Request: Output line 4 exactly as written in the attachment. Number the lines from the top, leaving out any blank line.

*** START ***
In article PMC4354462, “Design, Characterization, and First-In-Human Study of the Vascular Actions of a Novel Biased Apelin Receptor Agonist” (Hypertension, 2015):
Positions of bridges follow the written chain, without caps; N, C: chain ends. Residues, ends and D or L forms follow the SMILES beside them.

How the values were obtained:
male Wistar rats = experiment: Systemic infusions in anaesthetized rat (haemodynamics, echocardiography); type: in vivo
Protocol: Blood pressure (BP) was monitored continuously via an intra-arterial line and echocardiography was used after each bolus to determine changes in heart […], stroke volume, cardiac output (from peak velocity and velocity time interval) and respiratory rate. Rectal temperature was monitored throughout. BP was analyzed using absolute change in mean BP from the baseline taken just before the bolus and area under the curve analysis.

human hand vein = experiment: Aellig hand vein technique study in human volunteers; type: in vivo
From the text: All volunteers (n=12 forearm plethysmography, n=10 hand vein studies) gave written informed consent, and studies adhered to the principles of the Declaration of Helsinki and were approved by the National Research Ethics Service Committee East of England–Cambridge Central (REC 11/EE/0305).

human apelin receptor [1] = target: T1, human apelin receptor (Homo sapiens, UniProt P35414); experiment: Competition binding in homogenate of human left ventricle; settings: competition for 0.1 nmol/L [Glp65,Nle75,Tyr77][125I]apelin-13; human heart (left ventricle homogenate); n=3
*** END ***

male Wistar rats = experiment: Systemic infusions in anaesthetized rat (haemodynamics, echocardiography); type: in vivo